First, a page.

Most people hire a financial advisor in order to help them navigate the world of retirement planning. It can be difficult to know whether you are getting the help you need, or if someone is truly looking out for your best interest. On today’s show, we ask Isaac a few questions and he’ll discuss what answers indicate a red flag when trying to put together a plan.
Vanguard’s “How America Saves 2020” report is packed with lots of intriguing stats and findings about Americans and how they save for retirement in the crazy year that is 2020 (most of the recent data is technically from 2019, although some figures are current through the spring of 2020). Isaac will take a look at the statistics in this report that are related to 401(k) plans and what he commonly sees in his practice.
Before you can effectively put together a retirement income plan, it’s important to understand your own tendencies for spending. Let’s explore the different personalities.
Football is back in most parts of the country, so it seems like a good time to see what we can learn about financial planning from the boys on the gridiron.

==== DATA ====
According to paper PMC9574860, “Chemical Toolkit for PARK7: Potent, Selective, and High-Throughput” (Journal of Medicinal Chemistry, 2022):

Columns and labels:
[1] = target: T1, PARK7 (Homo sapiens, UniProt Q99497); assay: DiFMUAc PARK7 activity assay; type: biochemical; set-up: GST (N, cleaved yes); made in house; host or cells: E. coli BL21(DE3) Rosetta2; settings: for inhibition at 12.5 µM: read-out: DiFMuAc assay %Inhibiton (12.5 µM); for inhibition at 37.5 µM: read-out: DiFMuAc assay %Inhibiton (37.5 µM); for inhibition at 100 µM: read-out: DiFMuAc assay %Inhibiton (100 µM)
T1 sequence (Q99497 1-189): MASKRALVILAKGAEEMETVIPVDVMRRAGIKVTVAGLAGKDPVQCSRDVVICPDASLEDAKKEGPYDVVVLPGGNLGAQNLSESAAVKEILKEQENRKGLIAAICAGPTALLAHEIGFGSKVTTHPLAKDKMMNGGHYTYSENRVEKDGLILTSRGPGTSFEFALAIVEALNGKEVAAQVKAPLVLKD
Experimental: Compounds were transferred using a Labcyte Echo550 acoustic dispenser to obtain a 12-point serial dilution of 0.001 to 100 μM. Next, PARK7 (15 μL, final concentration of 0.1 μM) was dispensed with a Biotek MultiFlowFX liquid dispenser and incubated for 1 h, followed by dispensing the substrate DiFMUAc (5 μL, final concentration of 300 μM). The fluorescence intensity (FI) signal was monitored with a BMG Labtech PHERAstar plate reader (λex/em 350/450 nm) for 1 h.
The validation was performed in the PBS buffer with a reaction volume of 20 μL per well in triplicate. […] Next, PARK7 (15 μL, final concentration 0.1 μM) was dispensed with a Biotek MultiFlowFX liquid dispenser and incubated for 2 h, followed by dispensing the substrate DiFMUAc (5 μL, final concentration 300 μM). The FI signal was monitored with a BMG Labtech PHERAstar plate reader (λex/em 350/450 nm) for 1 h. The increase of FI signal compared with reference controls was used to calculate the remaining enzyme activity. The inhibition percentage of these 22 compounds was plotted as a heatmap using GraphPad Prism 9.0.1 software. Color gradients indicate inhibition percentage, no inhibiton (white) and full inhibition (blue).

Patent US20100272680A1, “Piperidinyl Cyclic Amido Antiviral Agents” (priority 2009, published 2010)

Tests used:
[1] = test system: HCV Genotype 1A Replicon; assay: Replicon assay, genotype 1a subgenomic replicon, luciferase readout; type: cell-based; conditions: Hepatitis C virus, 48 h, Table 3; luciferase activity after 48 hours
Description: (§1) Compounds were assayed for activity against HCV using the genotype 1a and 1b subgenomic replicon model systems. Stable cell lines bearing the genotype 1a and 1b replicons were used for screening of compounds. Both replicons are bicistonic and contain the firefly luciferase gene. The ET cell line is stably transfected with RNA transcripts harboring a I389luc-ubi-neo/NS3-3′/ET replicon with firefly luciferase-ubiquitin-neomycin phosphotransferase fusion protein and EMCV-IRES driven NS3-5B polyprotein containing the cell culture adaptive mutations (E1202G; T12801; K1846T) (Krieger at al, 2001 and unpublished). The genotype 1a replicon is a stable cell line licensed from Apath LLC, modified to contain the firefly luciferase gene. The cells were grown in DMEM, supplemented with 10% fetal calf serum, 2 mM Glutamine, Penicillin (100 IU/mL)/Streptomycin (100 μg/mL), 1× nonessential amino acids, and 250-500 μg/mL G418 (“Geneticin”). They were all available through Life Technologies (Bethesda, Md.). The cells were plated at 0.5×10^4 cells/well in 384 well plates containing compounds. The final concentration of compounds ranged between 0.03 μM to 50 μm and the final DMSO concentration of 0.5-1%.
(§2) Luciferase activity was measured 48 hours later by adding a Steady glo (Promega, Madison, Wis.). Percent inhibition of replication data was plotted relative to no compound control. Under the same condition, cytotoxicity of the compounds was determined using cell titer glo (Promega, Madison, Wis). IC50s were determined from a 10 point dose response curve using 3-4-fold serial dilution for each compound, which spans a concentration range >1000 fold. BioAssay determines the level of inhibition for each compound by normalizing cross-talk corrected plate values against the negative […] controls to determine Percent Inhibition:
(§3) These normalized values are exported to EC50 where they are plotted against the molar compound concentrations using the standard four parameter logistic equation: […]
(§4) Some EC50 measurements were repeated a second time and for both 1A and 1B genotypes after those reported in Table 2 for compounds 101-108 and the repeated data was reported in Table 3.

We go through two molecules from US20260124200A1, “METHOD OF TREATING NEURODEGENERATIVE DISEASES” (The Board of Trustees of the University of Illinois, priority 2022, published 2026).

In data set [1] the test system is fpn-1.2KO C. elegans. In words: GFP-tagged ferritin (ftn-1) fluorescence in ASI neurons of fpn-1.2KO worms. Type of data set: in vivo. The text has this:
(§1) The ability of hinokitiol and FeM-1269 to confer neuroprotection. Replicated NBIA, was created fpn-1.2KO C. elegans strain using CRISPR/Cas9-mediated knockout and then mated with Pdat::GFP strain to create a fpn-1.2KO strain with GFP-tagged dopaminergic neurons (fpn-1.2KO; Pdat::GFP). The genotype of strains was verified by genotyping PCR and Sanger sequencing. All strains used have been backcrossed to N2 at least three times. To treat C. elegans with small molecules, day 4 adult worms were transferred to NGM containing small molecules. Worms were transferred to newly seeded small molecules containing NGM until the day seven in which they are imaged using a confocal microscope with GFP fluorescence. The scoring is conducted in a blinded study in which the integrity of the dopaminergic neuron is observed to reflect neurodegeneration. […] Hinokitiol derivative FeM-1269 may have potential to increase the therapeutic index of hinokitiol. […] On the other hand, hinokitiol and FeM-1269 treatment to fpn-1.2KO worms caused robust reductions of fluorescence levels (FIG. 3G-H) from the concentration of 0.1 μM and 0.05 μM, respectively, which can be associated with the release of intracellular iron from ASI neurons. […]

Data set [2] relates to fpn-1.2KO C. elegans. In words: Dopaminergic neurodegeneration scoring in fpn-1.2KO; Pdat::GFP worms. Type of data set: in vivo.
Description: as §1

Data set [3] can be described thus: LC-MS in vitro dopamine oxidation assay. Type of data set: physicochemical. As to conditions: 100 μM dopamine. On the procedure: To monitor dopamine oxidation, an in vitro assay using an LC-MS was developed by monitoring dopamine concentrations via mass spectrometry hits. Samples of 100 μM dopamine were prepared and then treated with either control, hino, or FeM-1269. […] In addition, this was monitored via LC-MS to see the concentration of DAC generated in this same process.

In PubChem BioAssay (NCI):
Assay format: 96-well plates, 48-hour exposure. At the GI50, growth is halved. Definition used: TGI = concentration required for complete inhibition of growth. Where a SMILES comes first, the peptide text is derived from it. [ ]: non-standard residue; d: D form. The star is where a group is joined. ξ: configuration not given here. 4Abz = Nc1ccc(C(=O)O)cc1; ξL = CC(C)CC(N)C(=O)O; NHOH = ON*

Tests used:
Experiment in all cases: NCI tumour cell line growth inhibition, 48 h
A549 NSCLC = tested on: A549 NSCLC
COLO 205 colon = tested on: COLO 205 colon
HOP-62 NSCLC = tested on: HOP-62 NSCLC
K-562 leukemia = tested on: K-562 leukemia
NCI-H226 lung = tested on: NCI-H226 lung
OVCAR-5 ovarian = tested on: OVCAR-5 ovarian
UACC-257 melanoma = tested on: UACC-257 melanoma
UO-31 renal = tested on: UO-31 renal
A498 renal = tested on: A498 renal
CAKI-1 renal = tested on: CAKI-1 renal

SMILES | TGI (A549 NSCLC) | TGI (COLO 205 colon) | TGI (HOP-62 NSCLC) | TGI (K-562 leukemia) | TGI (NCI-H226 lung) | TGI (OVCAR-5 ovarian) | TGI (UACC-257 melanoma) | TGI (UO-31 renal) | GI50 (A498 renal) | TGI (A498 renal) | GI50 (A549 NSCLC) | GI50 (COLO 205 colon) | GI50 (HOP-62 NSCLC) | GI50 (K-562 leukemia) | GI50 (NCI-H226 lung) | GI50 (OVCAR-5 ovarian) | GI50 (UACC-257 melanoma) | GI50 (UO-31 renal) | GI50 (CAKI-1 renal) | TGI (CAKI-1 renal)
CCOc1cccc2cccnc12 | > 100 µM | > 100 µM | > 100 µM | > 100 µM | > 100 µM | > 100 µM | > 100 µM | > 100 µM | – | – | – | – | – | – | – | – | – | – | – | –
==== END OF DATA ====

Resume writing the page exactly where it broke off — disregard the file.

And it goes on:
Let’s take a brief break from the financial talk and check in with how Isaac has been holding up during this historically topsy-turvy year of 2020.
People say a lot of things, but that doesn’t necessarily mean they know what they’re talking about. So when people say they heard something about a financial decision they should make, there’s a good chance that what they heard isn’t actually what they NEEDED to hear.
We take some financial good news/bad news situations and ask Isaac his thoughts on them. As most people prefer, we’ll give him the bad news first.
Even though these are fictional characters, we see their personalities all the time in real life. Isaac will explain what their personality looks like when it’s manifested in a real person and what he would do to help that client.
There are plenty of people in the financial world that are guilty of crying wolf. Because they always preach the same message, we just have to eventually tune them out. Isaac will gives us examples of times that he has seen people make bad financial decisions because they’ve been influenced by one of these wolf-criers.
The phrase “knowing what we know now” is mostly worthless. Just think about that phrase in context of the coronavirus. Would we have done things differently in January or February “knowing what we know now?” Almost certainly.